CDC: Nonwhites more likely to contract HIV

LAWRENCEVILLE - Hispanics and blacks are more likely to receive an HIV diagnosis than whites, officials with the Centers for Disease Control and Prevention said after analyzing data collected from 33 states over a three-year span.

The rate of newly diagnosed HIV infections among blacks has dropped an average of 5 percent annually for the past three years, but blacks are still eight times as likely as whites to contract the lethal virus, the report said.

While race itself is not a factor in contracting HIV, there are other factors that contribute, said Jennifer Ruth, a spokeswoman for the CDC in Atlanta.

"Poverty, drug use and high rates of STDs can place many African-Americans at an increased risk," Ruth said. "Economic disparities can lead to risk behavior like trading sex for money, food and drugs."

The report also listed Hispanics as three times more likely than whites to be diagnosed with HIV.

"These high rates could be (a result of) the language barrier," Ruth said. Other factors could be that Hispanics have less access to health care, testing and treatment, which, over an extended period of time, can lead to unresolved health issues, Ruth said.

Meanwhile, the rate of new diagnoses among homosexual men regardless of race comprises the highest HIV diagnoses in the three-year span.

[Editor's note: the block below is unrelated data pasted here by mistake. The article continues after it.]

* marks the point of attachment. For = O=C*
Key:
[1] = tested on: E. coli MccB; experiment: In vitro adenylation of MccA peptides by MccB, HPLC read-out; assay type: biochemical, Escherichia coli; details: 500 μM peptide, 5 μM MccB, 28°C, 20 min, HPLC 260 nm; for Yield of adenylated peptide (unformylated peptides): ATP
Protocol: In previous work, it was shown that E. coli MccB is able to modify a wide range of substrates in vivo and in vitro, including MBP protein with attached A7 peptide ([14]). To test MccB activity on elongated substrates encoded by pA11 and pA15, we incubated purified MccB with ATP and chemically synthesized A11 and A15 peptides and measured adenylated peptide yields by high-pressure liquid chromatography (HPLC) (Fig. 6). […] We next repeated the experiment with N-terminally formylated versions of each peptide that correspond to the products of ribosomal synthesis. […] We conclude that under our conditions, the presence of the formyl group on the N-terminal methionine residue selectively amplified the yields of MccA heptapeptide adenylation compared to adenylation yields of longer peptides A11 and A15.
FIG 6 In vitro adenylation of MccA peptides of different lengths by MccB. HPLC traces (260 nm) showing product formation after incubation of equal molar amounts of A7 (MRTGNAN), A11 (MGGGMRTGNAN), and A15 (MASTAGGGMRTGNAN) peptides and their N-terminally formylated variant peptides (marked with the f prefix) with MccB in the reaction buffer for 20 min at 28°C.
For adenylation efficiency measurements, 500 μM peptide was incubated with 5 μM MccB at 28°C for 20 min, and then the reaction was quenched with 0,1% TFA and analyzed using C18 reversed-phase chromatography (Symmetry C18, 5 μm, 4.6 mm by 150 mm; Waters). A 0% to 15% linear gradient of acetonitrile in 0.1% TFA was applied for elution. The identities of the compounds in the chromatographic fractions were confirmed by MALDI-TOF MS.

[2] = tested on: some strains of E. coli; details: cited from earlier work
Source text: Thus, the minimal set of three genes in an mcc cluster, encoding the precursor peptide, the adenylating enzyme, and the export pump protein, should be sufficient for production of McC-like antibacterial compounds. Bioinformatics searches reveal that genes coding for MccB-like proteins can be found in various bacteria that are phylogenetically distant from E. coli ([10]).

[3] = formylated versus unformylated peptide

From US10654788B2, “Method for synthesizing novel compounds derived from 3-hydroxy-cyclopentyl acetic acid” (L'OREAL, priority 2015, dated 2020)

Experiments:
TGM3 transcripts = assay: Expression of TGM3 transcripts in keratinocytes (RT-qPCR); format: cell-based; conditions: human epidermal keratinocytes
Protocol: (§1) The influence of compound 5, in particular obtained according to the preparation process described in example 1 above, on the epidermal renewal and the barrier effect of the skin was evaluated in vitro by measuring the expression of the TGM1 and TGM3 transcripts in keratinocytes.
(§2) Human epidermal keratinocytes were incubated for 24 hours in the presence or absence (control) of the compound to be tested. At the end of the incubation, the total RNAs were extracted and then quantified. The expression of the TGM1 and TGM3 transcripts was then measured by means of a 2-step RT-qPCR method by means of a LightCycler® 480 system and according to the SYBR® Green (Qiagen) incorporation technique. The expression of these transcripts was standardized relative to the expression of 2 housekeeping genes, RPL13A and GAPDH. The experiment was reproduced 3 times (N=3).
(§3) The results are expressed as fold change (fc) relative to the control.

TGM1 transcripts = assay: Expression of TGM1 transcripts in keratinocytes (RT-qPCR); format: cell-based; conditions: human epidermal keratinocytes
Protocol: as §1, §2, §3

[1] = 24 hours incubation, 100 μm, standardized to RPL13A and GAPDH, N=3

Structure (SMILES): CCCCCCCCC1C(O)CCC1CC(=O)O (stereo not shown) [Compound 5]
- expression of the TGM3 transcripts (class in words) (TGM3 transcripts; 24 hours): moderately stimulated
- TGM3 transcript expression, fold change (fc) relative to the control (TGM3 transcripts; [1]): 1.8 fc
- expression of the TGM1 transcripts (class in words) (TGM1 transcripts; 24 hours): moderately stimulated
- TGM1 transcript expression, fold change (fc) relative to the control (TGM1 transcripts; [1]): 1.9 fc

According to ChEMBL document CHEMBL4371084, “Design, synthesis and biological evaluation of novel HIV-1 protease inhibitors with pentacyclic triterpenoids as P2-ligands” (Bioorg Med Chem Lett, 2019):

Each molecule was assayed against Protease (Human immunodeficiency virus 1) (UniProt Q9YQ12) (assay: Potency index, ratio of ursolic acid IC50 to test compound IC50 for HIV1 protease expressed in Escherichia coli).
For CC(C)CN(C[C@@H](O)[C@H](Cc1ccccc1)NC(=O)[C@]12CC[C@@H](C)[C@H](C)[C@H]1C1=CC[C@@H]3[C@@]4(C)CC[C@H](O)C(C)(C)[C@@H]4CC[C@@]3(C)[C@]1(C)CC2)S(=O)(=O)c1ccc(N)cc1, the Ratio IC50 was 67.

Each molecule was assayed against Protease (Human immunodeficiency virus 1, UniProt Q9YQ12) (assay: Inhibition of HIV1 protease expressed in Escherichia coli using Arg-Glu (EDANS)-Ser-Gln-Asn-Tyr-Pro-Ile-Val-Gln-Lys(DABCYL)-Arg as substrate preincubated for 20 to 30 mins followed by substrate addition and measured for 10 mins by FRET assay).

Homosexual men make up 44 percent of HIV diagnoses made between 2001 and 2004. Ruth said syphilis, a sexually transmitted disease, is prevalent in the gay community and can contribute to quicker HIV progression in the body.

"We know that when a person has an STD it makes it easier to transmit HIV and receive HIV because HIV will come to a sore or opening, (which) provides an

outlet for it," Ruth said.

Overall, the number of HIV diagnoses fell slightly from 2001 to 2004, driven largely by declines among injection-drug users.

"Reducing the toll among men and African-Americans will require a diverse and comprehensive approach," Ruth said. "There is no single solution to complex factors like stigma, racism, poverty, homophobia and substance abuse."

The new data reflects information obtained from states with name-based reporting of HIV infections and AIDS cases, in which each case is identified by the actual name of the patient, not by a code number. Name-based reporting is thought to be more accurate, Ruth said. Georgia was not included in the survey because the state did not practice name-based reporting between 2001 and 2004.